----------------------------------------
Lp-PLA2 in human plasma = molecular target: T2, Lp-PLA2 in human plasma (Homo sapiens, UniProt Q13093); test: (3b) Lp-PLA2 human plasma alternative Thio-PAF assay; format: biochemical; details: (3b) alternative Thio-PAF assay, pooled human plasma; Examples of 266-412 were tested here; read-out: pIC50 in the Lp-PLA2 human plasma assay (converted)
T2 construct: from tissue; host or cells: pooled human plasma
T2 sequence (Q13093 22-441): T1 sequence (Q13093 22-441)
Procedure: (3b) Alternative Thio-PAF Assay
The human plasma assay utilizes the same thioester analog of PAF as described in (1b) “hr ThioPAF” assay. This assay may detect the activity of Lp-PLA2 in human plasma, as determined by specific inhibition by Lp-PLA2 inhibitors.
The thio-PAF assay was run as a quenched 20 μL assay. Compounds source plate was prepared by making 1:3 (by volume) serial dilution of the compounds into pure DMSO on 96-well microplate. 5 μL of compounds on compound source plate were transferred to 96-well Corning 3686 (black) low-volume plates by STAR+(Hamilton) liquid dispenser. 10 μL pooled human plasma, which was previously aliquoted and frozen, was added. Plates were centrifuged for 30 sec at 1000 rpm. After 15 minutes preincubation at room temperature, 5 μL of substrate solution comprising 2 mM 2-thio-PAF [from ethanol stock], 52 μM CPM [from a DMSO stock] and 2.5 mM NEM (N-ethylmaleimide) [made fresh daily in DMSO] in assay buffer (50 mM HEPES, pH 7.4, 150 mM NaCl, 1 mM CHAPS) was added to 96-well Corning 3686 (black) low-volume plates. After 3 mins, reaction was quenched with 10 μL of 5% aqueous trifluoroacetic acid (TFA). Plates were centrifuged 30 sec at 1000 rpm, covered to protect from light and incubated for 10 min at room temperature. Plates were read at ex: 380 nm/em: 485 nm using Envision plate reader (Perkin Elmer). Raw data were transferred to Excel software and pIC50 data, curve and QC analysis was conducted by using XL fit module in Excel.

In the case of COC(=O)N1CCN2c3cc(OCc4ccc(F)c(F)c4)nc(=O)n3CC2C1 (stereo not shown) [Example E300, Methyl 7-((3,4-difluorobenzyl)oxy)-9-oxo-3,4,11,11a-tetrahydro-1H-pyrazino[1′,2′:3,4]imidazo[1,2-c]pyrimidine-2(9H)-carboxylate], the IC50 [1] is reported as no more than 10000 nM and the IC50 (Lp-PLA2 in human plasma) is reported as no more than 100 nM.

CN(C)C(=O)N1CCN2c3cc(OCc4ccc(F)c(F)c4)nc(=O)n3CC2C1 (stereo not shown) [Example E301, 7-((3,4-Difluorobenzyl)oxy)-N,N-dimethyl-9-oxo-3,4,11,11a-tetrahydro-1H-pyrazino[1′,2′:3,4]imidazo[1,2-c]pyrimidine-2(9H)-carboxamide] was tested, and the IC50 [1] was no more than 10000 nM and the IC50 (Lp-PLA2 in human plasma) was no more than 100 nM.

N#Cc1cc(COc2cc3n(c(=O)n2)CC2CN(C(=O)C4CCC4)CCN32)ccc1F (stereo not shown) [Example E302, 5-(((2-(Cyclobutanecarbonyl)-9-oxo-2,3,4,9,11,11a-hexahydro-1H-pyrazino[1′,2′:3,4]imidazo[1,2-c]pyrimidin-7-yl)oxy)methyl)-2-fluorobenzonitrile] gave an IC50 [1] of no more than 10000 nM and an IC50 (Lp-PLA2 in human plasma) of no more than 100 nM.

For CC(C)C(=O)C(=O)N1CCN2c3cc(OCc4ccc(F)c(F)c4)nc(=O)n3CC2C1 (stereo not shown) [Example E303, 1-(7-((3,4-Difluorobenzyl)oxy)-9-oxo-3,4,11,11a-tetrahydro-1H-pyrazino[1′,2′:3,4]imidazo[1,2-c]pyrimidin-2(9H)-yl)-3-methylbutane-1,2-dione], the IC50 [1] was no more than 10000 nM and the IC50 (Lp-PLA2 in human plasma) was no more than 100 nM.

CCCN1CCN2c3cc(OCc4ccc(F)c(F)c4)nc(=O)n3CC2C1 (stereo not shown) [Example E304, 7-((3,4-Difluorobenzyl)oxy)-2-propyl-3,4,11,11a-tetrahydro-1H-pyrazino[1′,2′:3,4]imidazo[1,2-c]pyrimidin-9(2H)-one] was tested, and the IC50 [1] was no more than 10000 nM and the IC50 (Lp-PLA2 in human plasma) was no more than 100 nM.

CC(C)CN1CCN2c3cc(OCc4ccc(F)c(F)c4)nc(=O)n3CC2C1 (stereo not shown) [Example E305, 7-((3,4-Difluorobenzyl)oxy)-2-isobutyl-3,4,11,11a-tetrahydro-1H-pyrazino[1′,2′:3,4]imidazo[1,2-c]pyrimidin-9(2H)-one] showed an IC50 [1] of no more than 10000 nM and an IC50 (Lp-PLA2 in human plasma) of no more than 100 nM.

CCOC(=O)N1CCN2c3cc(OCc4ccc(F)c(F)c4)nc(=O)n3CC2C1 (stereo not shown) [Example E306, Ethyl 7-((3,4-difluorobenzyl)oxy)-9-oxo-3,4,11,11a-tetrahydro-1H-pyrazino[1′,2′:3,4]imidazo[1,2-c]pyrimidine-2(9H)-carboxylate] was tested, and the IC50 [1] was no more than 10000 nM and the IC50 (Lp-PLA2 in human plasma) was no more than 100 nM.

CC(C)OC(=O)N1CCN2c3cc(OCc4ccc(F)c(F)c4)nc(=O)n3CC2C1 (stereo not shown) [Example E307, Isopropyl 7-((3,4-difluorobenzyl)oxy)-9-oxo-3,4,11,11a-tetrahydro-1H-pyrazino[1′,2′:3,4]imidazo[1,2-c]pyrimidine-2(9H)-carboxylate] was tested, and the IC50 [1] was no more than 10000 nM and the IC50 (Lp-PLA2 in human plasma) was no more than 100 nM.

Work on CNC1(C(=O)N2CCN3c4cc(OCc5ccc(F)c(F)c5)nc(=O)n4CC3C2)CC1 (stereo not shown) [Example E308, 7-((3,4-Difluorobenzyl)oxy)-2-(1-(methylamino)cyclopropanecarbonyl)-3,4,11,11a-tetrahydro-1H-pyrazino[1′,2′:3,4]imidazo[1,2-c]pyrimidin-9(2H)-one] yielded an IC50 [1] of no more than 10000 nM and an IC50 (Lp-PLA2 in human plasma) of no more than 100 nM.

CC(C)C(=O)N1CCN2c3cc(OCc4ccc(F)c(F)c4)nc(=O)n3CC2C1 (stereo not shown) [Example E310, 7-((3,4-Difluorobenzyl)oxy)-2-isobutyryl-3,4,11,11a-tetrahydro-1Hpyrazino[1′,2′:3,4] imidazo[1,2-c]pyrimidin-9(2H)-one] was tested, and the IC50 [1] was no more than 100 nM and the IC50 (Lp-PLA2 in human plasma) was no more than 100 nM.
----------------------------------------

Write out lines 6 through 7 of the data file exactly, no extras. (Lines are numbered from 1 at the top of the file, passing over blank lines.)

The thio-PAF assay was run as a quenched 20 μL assay. Compounds source plate was prepared by making 1:3 (by volume) serial dilution of the compounds into pure DMSO on 96-well microplate. 5 μL of compounds on compound source plate were transferred to 96-well Corning 3686 (black) low-volume plates by STAR+(Hamilton) liquid dispenser. 10 μL pooled human plasma, which was previously aliquoted and frozen, was added. Plates were centrifuged for 30 sec at 1000 rpm. After 15 minutes preincubation at room temperature, 5 μL of substrate solution comprising 2 mM 2-thio-PAF [from ethanol stock], 52 μM CPM [from a DMSO stock] and 2.5 mM NEM (N-ethylmaleimide) [made fresh daily in DMSO] in assay buffer (50 mM HEPES, pH 7.4, 150 mM NaCl, 1 mM CHAPS) was added to 96-well Corning 3686 (black) low-volume plates. After 3 mins, reaction was quenched with 10 μL of 5% aqueous trifluoroacetic acid (TFA). Plates were centrifuged 30 sec at 1000 rpm, covered to protect from light and incubated for 10 min at room temperature. Plates were read at ex: 380 nm/em: 485 nm using Envision plate reader (Perkin Elmer). Raw data were transferred to Excel software and pIC50 data, curve and QC analysis was conducted by using XL fit module in Excel.

In the case of COC(=O)N1CCN2c3cc(OCc4ccc(F)c(F)c4)nc(=O)n3CC2C1 (stereo not shown) [Example E300, Methyl 7-((3,4-difluorobenzyl)oxy)-9-oxo-3,4,11,11a-tetrahydro-1H-pyrazino[1′,2′:3,4]imidazo[1,2-c]pyrimidine-2(9H)-carboxylate], the IC50 [1] is reported as no more than 10000 nM and the IC50 (Lp-PLA2 in human plasma) is reported as no more than 100 nM.